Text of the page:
GRAPHIC ILLUSTRATION by Doug Dobey
by Jack R. Johnson
If you want to understand the destruction of Iran’s democracy more than half a century ago, you need to “follow the money”, as the old reporter adage has it, or, modified somewhat for the Middle East, follow the oil.
You could begin with a British gentleman named William Knox D’Arcy who contrived to cut a deal with the Iranian monarchy in 1908. According to Stephen Kinzer writing in Tom Dispatch, the terms of the deal were wildly lopsided and simplistic, “D’Arcy was to own whatever oil he found in Iran and pay the government just 16% of any profits he made — never allowing any Iranian to review his accounting. After his first strike in 1908, he became sole owner of the entire ocean of oil that lies beneath Iran’s soil. No one else was allowed to drill for, refine, extract, or sell ‘Iranian’ oil.”
“Soon afterward, the British government bought the D’Arcy concession, which it named the Anglo-Persian Oil Company or APOC, later to be named Anglo-Iranian Oil Company or AIOC. It then built the world’s biggest refinery at the port of Abadan on the Persian Gulf.”
After World War II, in an era which sought to shrug off colonial yokes, Iran wanted rights to its own oil. On April 28, 1951, the Iranian Parliament elected Mohammad Mossadegh as prime minister on a platform of “oil nationalization”. Days later, Iran unanimously approved his bill, nationalizing the British oil company.
As Kinzer noted, “to the British, nationalization seemed, at first, like some kind of immense joke, a step so absurdly contrary to the unwritten rules of the world that it could hardly be real.”
The directors of AIOC stonewalled while the British government took a series of steps meant to punish Mossadegh economically.
“They withdrew their technicians from Abadan, blockaded the port, cut off exports of vital goods to Iran, froze the country’s hard-currency accounts in British banks, and tried to win anti-Iran resolutions from the U.N. and the World Court,” writes Kinzer. Finally, the British, under Winston Churchill turned to Washington and asked for help.”
For those paying attention, those economic ‘sanctions’ might sound similar to the measures the U.S. is taking against Iran today.
Back in 1953, President Dwight D. Eisenhower, encouraged by Secretary of State John Foster Dulles, enlisted the CIA to help overthrow Mossadegh and install the previous ruler Shah Reza Pahlavi who was seen as more compliant to Western concerns (i.e., willing to abide by outrageously lopsided oil contracts). In fairness, the Shah initially opposed the coup plans, and supported the oil nationalization, but The CIA sent Major General “Stormin’” Norman Schwarzkopf Sr. to persuade the exiled Shah to return to rule Iran. The Shah agreed to the coup after being informed by the CIA that he too would be “deposed” if he didn’t play along.
The Operation was called Ajax in the U.S. and Operation Boot by the British.
CIA officer Kermit Roosevelt, Jr., the grandson of former President Theodore Roosevelt, carried out the operation planned by CIA agent Donald Wilber.
During the coup, Roosevelt and Wilber, representatives of the Eisenhower administration—and probably with Eisenhower’s full knowledge—bribed Iranian government officials, reporters, and businessmen. They also bribed street thugs to support the Shah and oppose Mosaddegh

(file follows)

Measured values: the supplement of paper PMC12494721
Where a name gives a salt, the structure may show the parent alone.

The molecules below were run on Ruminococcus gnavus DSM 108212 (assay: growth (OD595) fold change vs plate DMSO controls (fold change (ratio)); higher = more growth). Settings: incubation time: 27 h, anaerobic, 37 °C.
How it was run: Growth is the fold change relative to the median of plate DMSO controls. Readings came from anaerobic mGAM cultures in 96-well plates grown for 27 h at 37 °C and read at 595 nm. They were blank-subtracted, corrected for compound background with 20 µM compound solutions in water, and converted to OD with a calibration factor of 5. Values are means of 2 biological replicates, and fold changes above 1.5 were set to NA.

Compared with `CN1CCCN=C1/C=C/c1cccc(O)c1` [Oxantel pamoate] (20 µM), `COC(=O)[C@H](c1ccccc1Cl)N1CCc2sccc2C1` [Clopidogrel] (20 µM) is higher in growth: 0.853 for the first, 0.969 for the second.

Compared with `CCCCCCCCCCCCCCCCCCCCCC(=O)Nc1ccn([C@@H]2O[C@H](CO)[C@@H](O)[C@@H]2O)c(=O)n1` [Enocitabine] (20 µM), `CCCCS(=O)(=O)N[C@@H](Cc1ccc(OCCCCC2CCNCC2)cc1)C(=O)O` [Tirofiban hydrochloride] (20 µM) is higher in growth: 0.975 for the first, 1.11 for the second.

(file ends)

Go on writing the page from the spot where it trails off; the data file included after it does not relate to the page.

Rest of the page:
The next day, on August 19, 1953, with the aid of “rented” crowds arranged with CIA assistance, the coup succeeded. Iran’s nationalist hero was jailed, the monarchy restored under the Western-friendly Shah, and Anglo-Iranian oil re-branded itself as British Petroleum, or BP Amoco. General Schwarzkopf went on to train the security forces that would become known as SAVAK (The Western acronym for Sazman-e Etelaat Va Amniat Keshvar, which translated from Persian means the Organization of Intelligence and Security of the Country) to secure the Shah’s hold on power for the next two decades.
SAVAK was brutal. It had the power to censor the media, screen applicants for government jobs, and “according to reliable Western sources, use all means necessary, including torture, to hunt down dissidents.” The Federation of American Scientists found SAVAK guilty of “the torture and execution of thousands of political prisoners.” The FAS list of SAVAK torture methods included “electric shock, whipping, beating, inserting broken glass and pouring boiling water into the rectum, tying weights to the testicles, and the extraction of teeth and nails”
After 1963, the Shah expanded SAVAK to over 5,300 full-time agents and a large but unknown number of part-time informers. Estimates are that some 10,000 dissidents were either killed or tortured in its wake.
The authoritarian rule fanned the flames of anti-Western sentiment, which reached a crescendo in 1979 with the final overthrow of the Shah, and the creation of the Islamic Republic to counter the West, the “Great Satan.” Operation Ajax, dreamed up in 1953 to control Iranian oil, and its subsequent profits, led directly to the rise of the Ayatollah Khomeini, and the bitterly anti-Western regime that has been in control of Iran ever since.
Years ago, a famous cartoon character named Pogo had this to say about foreign adventures—which still rings true today: “We have met the enemy, and he is us.”